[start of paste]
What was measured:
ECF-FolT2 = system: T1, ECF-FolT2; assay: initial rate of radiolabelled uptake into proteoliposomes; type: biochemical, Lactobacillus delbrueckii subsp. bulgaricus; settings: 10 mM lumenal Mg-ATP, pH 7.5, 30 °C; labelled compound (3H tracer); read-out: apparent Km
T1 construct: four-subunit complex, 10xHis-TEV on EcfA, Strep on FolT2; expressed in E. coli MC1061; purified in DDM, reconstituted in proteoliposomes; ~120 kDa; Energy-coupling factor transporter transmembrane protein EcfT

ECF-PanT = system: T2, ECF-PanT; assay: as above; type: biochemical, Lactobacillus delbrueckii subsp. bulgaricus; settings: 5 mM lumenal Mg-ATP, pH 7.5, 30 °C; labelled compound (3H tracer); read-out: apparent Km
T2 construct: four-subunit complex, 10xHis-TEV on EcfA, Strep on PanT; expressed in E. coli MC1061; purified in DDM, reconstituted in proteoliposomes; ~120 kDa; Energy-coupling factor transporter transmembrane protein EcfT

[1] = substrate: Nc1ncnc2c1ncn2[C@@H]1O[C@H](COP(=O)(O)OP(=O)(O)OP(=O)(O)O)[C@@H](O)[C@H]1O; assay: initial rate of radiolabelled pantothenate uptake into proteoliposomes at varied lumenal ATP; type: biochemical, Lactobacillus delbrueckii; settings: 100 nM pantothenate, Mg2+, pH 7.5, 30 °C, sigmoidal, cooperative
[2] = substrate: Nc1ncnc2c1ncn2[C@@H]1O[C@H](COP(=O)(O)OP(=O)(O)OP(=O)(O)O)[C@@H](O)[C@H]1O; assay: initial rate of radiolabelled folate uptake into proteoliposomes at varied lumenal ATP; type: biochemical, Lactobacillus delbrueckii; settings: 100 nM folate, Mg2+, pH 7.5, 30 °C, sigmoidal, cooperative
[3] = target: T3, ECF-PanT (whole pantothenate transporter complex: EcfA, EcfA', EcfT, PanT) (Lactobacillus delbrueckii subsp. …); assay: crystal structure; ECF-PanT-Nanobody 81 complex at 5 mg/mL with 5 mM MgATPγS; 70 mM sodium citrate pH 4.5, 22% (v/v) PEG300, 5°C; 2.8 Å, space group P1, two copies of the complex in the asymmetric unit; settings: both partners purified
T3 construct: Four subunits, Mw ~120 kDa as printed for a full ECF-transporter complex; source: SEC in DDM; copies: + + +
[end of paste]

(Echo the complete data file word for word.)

What was measured:
ECF-FolT2 = system: T1, ECF-FolT2; assay: initial rate of radiolabelled uptake into proteoliposomes; type: biochemical, Lactobacillus delbrueckii subsp. bulgaricus; settings: 10 mM lumenal Mg-ATP, pH 7.5, 30 °C; labelled compound (3H tracer); read-out: apparent Km
T1 construct: four-subunit complex, 10xHis-TEV on EcfA, Strep on FolT2; expressed in E. coli MC1061; purified in DDM, reconstituted in proteoliposomes; ~120 kDa; Energy-coupling factor transporter transmembrane protein EcfT

ECF-PanT = system: T2, ECF-PanT; assay: as above; type: biochemical, Lactobacillus delbrueckii subsp. bulgaricus; settings: 5 mM lumenal Mg-ATP, pH 7.5, 30 °C; labelled compound (3H tracer); read-out: apparent Km
T2 construct: four-subunit complex, 10xHis-TEV on EcfA, Strep on PanT; expressed in E. coli MC1061; purified in DDM, reconstituted in proteoliposomes; ~120 kDa; Energy-coupling factor transporter transmembrane protein EcfT

[1] = substrate: Nc1ncnc2c1ncn2[C@@H]1O[C@H](COP(=O)(O)OP(=O)(O)OP(=O)(O)O)[C@@H](O)[C@H]1O; assay: initial rate of radiolabelled pantothenate uptake into proteoliposomes at varied lumenal ATP; type: biochemical, Lactobacillus delbrueckii; settings: 100 nM pantothenate, Mg2+, pH 7.5, 30 °C, sigmoidal, cooperative
[2] = substrate: Nc1ncnc2c1ncn2[C@@H]1O[C@H](COP(=O)(O)OP(=O)(O)OP(=O)(O)O)[C@@H](O)[C@H]1O; assay: initial rate of radiolabelled folate uptake into proteoliposomes at varied lumenal ATP; type: biochemical, Lactobacillus delbrueckii; settings: 100 nM folate, Mg2+, pH 7.5, 30 °C, sigmoidal, cooperative
[3] = target: T3, ECF-PanT (whole pantothenate transporter complex: EcfA, EcfA', EcfT, PanT) (Lactobacillus delbrueckii subsp. …); assay: crystal structure; ECF-PanT-Nanobody 81 complex at 5 mg/mL with 5 mM MgATPγS; 70 mM sodium citrate pH 4.5, 22% (v/v) PEG300, 5°C; 2.8 Å, space group P1, two copies of the complex in the asymmetric unit; settings: both partners purified
T3 construct: Four subunits, Mw ~120 kDa as printed for a full ECF-transporter complex; source: SEC in DDM; copies: + + +